Tuesday, October 19, 2010

Where are all my accounting tweeps?

I've been experimenting with twitter for a few weeks now and I'm beginning to come to a conclusion.  Accountants don't tweet.  Well not many of them at least.   Or if they are out there, they are disguising themselves as marketing enthusiasts or gadget geeks and hiding their true identity.  Or is it that they are hidden in cyberspace between the volumes of marketing enthusiasts and gadget geeks like needles in a haystack? Mmm.. potentially, but I don't think so.  #Accounting gets me nothing but job ads and students complaining about falling asleep in class.

So - what is with this?  Is tweeting not practical enough for accountants?  Are they shy?   Do they think there will be no interest in their tweets?  Or do they frankly think they'll have no interest in the tweets of others? 

Management accountants (aka 'finance' folks) should be intrigued by the potential of social media for the companies with which they work.  The cost-effective alternative of digital media versus traditional media should spark interest with even the most conservative of our clan.   I believe Twitter gets dismissed by many social media virgins because they think it's only purpose is for the self-absorbed to tell the world that they are going to the bathroom, or to the store, or that they have a book to sell.   But, as a new convert, I say don't knock it til you've tried it.

Why should you sign up?  Here are three great reasons for those in Accounting and Finance to jump on board with twitter:

1.  You can get loads of free advice.  Twitter is loaded with lists and tips for business success.  And even the best of us can stand to learn a thing or two.

2.  You can skim through large volumes.  With the 140 character limit, you can quickly review news feeds and be selective with your time, choosing to click only on links of interest.

3.  You can build a social community of like-minded souls, promoting and sharing in common interests, and gathering first dibs on new trends in business.  Plus, you can never have too many friends.

Take the twitter challenge.  Set the calculator down, close the books and tweet. #accountantsrus

Follow me @iSunsun.

Wednesday, October 13, 2010

KISS is the new GAAP.

Is it just me or has the world gotten too darn complicated for it's own good?    Nothing is as it seems any more.  Even at the supermarket it's a constant battle to keep up with the latest experts' advice.  Do we want butter or margarine or oil?  Is there really such thing as good fat?    Is "all natural" okay or do we need "organic" or does it need to say "certified organic"?   Shouldn't "enriched" wheat be better for you by definition?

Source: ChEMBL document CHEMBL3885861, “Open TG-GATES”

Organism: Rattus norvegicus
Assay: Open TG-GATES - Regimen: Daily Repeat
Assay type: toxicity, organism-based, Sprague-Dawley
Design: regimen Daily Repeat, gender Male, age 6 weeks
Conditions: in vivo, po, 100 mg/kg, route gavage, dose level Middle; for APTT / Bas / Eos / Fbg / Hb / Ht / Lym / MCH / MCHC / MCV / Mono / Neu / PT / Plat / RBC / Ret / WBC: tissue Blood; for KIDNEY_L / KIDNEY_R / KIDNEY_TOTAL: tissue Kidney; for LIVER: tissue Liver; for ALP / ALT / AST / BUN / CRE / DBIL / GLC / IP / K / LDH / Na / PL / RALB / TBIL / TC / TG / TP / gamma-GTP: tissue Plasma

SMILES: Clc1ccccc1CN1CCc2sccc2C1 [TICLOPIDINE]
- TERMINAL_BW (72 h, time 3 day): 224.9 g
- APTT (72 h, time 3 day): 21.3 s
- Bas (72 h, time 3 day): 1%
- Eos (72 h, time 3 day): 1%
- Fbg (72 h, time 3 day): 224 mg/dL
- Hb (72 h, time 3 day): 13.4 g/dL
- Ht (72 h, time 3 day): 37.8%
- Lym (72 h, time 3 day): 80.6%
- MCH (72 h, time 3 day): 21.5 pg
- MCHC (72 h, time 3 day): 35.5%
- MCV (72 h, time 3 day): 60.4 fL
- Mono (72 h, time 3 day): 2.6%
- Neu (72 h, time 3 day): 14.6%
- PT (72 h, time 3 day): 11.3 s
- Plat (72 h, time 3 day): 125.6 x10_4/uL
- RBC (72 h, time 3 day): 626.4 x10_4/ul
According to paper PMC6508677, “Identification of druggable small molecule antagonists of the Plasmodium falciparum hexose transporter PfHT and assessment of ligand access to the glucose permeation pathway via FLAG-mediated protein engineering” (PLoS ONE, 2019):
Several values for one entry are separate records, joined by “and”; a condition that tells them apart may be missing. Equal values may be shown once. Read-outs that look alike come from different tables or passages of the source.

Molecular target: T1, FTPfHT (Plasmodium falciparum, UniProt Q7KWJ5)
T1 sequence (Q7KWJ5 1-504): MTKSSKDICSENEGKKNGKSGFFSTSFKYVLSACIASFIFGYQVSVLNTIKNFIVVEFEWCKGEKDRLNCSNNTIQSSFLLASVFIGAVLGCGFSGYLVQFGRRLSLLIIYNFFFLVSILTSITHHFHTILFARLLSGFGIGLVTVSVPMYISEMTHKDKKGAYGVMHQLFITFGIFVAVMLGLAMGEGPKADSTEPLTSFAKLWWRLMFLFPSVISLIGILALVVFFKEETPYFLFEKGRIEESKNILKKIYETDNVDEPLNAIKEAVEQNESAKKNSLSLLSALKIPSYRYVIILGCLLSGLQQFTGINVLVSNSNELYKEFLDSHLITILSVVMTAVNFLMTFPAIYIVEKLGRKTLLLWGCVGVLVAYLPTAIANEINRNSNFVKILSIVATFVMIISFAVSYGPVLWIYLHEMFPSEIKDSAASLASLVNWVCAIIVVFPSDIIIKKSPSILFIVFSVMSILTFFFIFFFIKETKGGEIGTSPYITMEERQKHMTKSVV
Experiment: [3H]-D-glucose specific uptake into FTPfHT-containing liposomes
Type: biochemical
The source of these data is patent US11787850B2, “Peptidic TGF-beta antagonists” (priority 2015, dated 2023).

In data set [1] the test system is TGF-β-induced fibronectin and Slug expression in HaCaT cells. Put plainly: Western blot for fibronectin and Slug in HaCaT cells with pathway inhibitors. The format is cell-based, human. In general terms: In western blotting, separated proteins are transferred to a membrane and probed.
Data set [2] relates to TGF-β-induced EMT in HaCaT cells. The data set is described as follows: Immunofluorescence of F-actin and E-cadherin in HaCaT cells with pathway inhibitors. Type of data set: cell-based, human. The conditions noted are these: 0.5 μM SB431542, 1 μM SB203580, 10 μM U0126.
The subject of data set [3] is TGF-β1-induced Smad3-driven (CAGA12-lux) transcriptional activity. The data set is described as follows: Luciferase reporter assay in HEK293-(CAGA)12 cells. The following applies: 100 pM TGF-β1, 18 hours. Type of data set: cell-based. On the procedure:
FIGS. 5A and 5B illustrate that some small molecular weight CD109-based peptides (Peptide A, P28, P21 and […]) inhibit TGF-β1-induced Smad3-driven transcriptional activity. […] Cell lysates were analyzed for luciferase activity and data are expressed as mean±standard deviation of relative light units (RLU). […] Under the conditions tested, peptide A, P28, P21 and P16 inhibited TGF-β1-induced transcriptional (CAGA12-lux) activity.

Complexity is everywhere, including the smallest of businesses.  

Education seems to be bringing me home to a place of increased simplicity.  The more I learn about the many technicalities in my field of mathematical science (my preferred term to 'accounting'), the simpler my strategic solutions are becoming, and I'm wondering why everybody else can't see it.  Sure, there was a time when I can recall the thrill of weaving transactions through a tax loop hole to gain an extra few points during year end, or the rush of re-positioning the wording in a sales contract to allow it to trigger a profitable quarter.  What was the opportunity cost of such short-sighted gains?

I dream a dream where we all move to a more simple business world.  Spend less on lawyers and accountants, and more on marketing and selling.  Less time on policies and procedures,  and more time on research and development.  Less effort managing outsourced production and more effort understanding your customer needs.    Business success requires balance, and collectively I think we have lost it entirely.  

Looking for help to simplify?  

Ask the head of your internal accounting team to get on board.  They have great insight into all the complexities of your business and are in a great position to influence a better tomorrow.  They should find the challenge a refreshing change from today.   Challenge them to bring you creative solutions to refocus resources on better value added activities - and if you get nothing back you really should wonder why.